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Sewing Professions: Overview of Career Education Programs

Sewing is generally a skill learned without formal educational training. Continue reading for an overview of the education options, as well as career and salary info for some career options for graduates.

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Sewing professions include tailors, shoe workers, patternmakers and fabric menders. These professionals are not required to have any formal postsecondary training and often learn their trade through on-the-job training, though vocational studies are an option.

Essential Information

Sewing professionals are needed in many industries, including apparel manufacturing, shoe making and furniture making. It's a challenging career that requires specialized knowledge and skill. Most training and education can be gained on the job, through an apprenticeship or by attending vocational school.

Career Titles Tailor Shoe Worker Patternmaker Fabric Mender
Required Education On-the-job training On-the-job training On-the-job training On-the-job training
Projected Job Growth (2014-2024) 9% decline for tailors, dressmakers and custom sewers* 15% decline for shoe and leather workers and repairers 26% decline for fabric and apparel patternmakers 13% decline for fabric menders, except garment
Median Salary (2015)* $25,830 for tailors, dressmakers and custom sewers $23,630 for shoe and leather workers and repairers $43,900 for fabric and apparel patternmakers $24,490 for fabric menders, except garment

Source: *U.S. Bureau of Labor Statistics

Sewing Job Descriptions

Sewing professionals work with materials bound together by needle and thread. Apparel workers cut materials and sew them into clothing, while tailors or dressmakers may create custom clothing, alter existing apparel or repair garments for clients. Many jobs are available in the realm of manufacturing, where workers commonly perform specialized tasks in large-scale garment production.

Fabric and apparel patternmakers take a clothing designer's original model and convert it into a pattern that can be laid out on a length of fabric for replication. This work usually involves using computers to outline the parts and draw in details to indicate features like pleats or buttonholes.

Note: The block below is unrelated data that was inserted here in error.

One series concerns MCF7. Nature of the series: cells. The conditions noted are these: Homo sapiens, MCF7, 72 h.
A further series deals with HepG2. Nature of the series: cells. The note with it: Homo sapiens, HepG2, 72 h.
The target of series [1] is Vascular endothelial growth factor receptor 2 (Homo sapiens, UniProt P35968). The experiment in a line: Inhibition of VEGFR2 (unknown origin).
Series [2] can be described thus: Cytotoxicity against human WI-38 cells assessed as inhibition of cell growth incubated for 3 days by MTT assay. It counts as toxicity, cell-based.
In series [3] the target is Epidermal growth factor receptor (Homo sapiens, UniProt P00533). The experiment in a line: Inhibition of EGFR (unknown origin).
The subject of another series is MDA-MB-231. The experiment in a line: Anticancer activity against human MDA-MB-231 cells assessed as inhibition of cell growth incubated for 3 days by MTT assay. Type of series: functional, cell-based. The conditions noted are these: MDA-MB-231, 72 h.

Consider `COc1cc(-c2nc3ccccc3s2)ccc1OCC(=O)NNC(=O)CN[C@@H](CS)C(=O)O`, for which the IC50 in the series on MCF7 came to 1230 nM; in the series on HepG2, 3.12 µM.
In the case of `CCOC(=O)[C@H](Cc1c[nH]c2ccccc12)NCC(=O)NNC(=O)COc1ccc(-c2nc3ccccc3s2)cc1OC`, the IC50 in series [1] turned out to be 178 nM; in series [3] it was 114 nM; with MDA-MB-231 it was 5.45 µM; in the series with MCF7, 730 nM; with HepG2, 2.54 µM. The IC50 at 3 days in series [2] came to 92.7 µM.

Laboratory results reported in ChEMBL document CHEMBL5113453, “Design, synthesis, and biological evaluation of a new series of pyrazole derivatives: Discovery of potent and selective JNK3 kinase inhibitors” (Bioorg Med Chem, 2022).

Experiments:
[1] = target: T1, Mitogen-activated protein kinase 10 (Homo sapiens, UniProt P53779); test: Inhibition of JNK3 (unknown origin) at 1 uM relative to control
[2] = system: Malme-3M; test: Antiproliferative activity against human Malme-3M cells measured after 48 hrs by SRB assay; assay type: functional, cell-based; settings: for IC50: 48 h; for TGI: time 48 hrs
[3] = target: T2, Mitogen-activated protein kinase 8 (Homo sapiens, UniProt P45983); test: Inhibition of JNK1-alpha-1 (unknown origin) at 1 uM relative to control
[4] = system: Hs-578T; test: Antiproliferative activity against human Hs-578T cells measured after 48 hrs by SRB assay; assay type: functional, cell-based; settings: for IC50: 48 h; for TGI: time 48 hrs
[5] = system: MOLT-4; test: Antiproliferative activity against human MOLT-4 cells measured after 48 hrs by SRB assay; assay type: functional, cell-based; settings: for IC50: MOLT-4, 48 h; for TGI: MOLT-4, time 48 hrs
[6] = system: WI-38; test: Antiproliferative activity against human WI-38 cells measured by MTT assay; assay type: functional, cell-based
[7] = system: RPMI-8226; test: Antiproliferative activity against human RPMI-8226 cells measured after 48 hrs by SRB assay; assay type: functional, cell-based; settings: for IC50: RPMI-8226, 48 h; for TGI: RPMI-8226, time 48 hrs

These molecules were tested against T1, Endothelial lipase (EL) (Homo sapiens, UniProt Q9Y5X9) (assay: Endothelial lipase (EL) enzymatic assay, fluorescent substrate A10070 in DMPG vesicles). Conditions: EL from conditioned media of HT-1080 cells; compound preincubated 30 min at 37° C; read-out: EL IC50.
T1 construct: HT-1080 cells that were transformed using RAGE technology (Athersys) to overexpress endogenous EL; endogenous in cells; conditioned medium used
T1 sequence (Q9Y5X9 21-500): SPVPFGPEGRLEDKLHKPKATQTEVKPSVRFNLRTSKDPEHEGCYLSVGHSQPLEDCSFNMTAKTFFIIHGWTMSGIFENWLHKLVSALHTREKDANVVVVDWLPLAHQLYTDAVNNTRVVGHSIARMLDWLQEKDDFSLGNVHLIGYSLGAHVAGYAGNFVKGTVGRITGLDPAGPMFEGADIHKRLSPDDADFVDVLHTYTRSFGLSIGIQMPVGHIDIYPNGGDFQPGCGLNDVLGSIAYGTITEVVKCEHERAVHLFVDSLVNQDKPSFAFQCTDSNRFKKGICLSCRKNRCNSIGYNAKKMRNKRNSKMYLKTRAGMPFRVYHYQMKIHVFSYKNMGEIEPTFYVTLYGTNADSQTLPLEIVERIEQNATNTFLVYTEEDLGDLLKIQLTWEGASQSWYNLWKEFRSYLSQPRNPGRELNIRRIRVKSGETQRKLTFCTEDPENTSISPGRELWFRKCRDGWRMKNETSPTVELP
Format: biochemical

Sewing machine operators assemble and repair sewing equipment. They should know techniques for reinforcing seams and attaching buttons, hooks, zippers and other details that go into clothing production.

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Education Options

Employers in the sewing trade prefer to hire those who are at least high school graduates or the equivalent. However, vocational schools and sewing schools offer programs that teach advanced techniques and even business management. Vocational training programs can take anywhere from six months to three years to complete and may prepare students for jobs in the garment business. Classes or degrees in business administration or marketing may also prove useful in the sewing industry. Aspiring sewing professionals may also want to seek out apprenticeships in their area to gain supervised, hands-on experience.

Some schools may offer a professional certificate program. This may give students the opportunity to build their professional portfolios while teaching sewing and alteration techniques for upholstery and window treatments. Sewing certificates may give students the knowledge necessary to help them enter design school. Earning a certificate can take anywhere from 1-2 years while students prepare to become sewing machine operators or apparel sample-makers. Other coursework it may cover:

  • Patternmaking
  • Computer-aided design for sewing
  • Assembly line machinery
  • Leather handbag and shoe repair

Career Options

People trained in sewing can work in a number of different industries. Generally, they create or repair things made of fabric or leather.

Tailor

Tailors design, create, change and fix clothes. The U.S. Bureau of Labor Statistics (BLS) reported that sewing and tailoring jobs were expected to decrease 9% from 2014 to 2024. The BLS also stated that tailors, dressmakers and custom sewers earned a median salary of $25,830 per year as of May 2015.

Shoe Worker

Shoe workers create and repair shoes and related items, such as luggage and saddles. According to the BLS, job positions for these workers will decrease by 15% between 2014 and 2024. Shoe and leather workers and repairers made a median salary of $23,630 as of May 2015. Those working for sporting goods, hobby and musical instrument stores had the highest salaries.

Patternmaker

Patternmakers create patterns that clothing and other items can be created from. In addition, they may mark and cut fabric. The BLS predicts that job opportunities for fabric and apparel patternmakers will decrease by 26% between 2014 and 2024. The median wage for patternmakers was $43,900 as of May 2015. Those working in specialized design services generally earn more than patternmakers in other industries.

Fabric Mender

Fabric menders repair things made of fabric that are not clothes, such as curtains, bedding and outdoor structures. The BLS predicts that, between 2014 and 2024, positions for fabric menders will decrease by 13%. As of May 2015, fabric menders made a median salary of $24,490.

Many sewing professionals can learn their trade on the job or through an apprenticeship program, certificate program or courses at a vocational center, where they learn to make patterns for garments, repair shoes or mend fabric items like curtains. While entry into this career field involves relatively little training, job openings for patternmakers, shoe workers, tailors and fabric menders are expected to decline sharply in the coming years.

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